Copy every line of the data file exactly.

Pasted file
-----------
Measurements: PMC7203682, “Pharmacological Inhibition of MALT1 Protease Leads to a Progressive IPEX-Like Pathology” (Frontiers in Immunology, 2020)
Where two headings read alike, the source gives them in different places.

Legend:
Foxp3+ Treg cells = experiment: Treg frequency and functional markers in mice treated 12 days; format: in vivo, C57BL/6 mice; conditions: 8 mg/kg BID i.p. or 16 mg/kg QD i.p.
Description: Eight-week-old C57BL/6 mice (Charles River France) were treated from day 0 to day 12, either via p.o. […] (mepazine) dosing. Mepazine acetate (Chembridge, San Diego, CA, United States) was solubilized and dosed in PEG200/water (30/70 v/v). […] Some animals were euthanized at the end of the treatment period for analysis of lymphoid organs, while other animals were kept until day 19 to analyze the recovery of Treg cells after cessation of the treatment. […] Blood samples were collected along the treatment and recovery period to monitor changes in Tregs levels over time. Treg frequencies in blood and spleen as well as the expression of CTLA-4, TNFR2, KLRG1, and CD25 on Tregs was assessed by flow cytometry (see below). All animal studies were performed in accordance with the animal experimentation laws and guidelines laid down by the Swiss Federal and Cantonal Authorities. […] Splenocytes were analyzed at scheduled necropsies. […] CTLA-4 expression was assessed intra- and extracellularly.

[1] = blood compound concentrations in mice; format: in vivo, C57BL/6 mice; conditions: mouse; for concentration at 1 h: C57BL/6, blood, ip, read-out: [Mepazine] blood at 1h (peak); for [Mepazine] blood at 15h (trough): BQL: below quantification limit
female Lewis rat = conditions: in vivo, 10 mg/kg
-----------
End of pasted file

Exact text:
Measurements: PMC7203682, “Pharmacological Inhibition of MALT1 Protease Leads to a Progressive IPEX-Like Pathology” (Frontiers in Immunology, 2020)
Where two headings read alike, the source gives them in different places.

Legend:
Foxp3+ Treg cells = experiment: Treg frequency and functional markers in mice treated 12 days; format: in vivo, C57BL/6 mice; conditions: 8 mg/kg BID i.p. or 16 mg/kg QD i.p.
Description: Eight-week-old C57BL/6 mice (Charles River France) were treated from day 0 to day 12, either via p.o. […] (mepazine) dosing. Mepazine acetate (Chembridge, San Diego, CA, United States) was solubilized and dosed in PEG200/water (30/70 v/v). […] Some animals were euthanized at the end of the treatment period for analysis of lymphoid organs, while other animals were kept until day 19 to analyze the recovery of Treg cells after cessation of the treatment. […] Blood samples were collected along the treatment and recovery period to monitor changes in Tregs levels over time. Treg frequencies in blood and spleen as well as the expression of CTLA-4, TNFR2, KLRG1, and CD25 on Tregs was assessed by flow cytometry (see below). All animal studies were performed in accordance with the animal experimentation laws and guidelines laid down by the Swiss Federal and Cantonal Authorities. […] Splenocytes were analyzed at scheduled necropsies. […] CTLA-4 expression was assessed intra- and extracellularly.

[1] = blood compound concentrations in mice; format: in vivo, C57BL/6 mice; conditions: mouse; for concentration at 1 h: C57BL/6, blood, ip, read-out: [Mepazine] blood at 1h (peak); for [Mepazine] blood at 15h (trough): BQL: below quantification limit
female Lewis rat = conditions: in vivo, 10 mg/kg